The Broken Pastor

It’s funny how the comments of different people can impact on our lives. Sometimes the same comment by different people can cause polar opposite responses. Let me explain.

Art was always my favourite subject at school. I was told by friends that I was good at art and remember being selected for various special art experiences that got me out of other lessons on different occasions. Then one day in high school when I was about 15 years old my then art teacher informed me the expectation for my GCSE art would be a grade C. I was gutted. I wasn’t too worried about other classes but art was important to me. What my art teacher didn’t know was that I went to Art College every Saturday where I got to practice, learn and grow in my skills. My response to being informed about the potential C grade was a defiance to prove my teacher wrong and to get an A. On the day the results were ready a group of us were asked to line up and open our results together so photos could be taken and I guess our joy, relief or disappointment captured. I opened the results and turned the pages to find what I was looking for. I obtained the A for art. There was no dramatic emotional response but a feeling inside that it was a job well done. I walked away from the small crowd celebrating their results satisfied and a little smug to prove my teacher wrong.



Kestrel (Pen and Ink), circa. 1995


A few years later I was expressing my ideas through music rather than art. I’d learned to strum a few chords on a guitar and written a few songs. Admittedly some of these were pretty tragic and I’d be embarrassed to share them with my nearest and dearest let alone the general public. However, I’d played in a few places, led worship in churches and other settings and received some positive feedback. An opportunity arose to record a few tracks in a makeshift studio with some borrowed equipment. It wasn’t technically brilliant but it was a fun time recording and playing around learning a few new skills of production. A friend and I produced a CD and we were pleased with our little project. I was happy to share it (though a little nervous about responses). I can’t recall what most people said but one voice rings out louder and longer when they asked with a tone of disdain, “who’s going to listen to that?” It was the voice of someone close to me and rather than the defiant response I had to my art teacher this time I felt rejected. The words cracked my self-esteem and rather than continuing to play and share music my writing slowed until it ceased, my playing became less frequent and the CD project put back in its box.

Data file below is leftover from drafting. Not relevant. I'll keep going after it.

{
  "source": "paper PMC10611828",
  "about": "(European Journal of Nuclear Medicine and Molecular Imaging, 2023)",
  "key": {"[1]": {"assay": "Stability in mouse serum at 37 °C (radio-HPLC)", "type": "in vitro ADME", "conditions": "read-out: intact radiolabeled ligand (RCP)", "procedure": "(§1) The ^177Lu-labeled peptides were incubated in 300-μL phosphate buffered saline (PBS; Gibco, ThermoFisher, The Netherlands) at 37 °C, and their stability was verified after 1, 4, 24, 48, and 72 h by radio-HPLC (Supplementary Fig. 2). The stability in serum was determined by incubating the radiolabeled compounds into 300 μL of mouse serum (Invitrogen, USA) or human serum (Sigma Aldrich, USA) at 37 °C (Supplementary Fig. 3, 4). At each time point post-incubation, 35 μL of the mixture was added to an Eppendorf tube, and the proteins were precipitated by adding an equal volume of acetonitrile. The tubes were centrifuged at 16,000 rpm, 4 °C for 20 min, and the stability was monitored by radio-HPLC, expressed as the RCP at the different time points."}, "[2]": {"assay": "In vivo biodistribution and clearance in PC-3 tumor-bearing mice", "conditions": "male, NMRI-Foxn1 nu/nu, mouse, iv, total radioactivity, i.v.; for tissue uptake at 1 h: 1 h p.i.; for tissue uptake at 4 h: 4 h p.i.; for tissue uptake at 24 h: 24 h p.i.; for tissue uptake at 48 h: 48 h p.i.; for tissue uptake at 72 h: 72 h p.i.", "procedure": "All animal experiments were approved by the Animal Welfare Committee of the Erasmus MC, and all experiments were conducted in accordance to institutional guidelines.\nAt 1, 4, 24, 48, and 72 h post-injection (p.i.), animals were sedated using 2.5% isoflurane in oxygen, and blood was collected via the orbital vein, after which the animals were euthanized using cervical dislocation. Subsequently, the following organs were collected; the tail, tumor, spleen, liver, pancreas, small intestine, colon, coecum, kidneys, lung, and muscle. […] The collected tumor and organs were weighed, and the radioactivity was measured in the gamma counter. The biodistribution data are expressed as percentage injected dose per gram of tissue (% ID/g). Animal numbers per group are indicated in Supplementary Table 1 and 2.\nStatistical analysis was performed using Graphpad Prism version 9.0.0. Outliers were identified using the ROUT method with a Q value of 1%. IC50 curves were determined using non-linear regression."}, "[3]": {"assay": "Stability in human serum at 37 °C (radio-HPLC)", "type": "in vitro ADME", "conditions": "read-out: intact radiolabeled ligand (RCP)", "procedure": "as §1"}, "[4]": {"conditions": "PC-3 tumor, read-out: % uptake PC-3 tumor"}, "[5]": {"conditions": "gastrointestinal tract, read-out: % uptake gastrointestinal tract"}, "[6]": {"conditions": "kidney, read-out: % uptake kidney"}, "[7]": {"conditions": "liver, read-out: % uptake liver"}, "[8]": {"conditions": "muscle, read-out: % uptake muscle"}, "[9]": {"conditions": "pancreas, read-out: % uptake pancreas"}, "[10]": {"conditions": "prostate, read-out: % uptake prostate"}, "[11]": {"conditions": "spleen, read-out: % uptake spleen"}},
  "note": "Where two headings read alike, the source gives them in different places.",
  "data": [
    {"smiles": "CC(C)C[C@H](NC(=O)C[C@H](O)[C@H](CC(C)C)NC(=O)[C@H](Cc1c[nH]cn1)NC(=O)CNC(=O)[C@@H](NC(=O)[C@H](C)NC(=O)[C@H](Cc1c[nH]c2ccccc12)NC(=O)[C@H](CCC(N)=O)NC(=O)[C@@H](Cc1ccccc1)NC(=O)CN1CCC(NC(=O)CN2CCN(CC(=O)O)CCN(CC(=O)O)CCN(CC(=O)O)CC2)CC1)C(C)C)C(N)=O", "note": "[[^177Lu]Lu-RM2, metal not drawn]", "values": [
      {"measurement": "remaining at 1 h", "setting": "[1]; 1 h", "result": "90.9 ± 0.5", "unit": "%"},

Words are powerful. They can make or break us. Words can puncture our fragile dreams or strengthen our resolve and resilience.

My first inkling of an idea for Broken Church came not long after the CD was shelved.  It has haunted me, fluttering around my imagination like birds in an aviary. Now it is released and may soar like a kestrel or hover around my head like an irritating gnat. It is out because I need to let it out, not because I need anyone else to read or to provide agreement or approval. I need to write, to express myself. I must face my own anxieties and fears of both failure and success (whatever each might look like) to allow my own brokenness to have the potential to be beautiful.

As a pastor I have more questions than answers.
As a Christian I have doubts.
As a human I am broken.

I hope to minister authentically and honestly; for brokenness to become wholeness; doubt to journey with faith; and questions to make me a healthier disciple of Christ. If my words offer encouragement and hope or provide a means for others to find Christ, to accept brokenness and boldly release those hidden, precious, delicate dreams that will be a bonus.

One thought on “The Broken Pastor

  1. Pingback: A Vision for Church: Liberating | The Broken Church

Leave a Reply

Fill in your details below or click an icon to log in: Logo

You are commenting using your account. Log Out /  Change )

Twitter picture

You are commenting using your Twitter account. Log Out /  Change )

Facebook photo

You are commenting using your Facebook account. Log Out /  Change )

Connecting to %s

This site uses Akismet to reduce spam. Learn how your comment data is processed.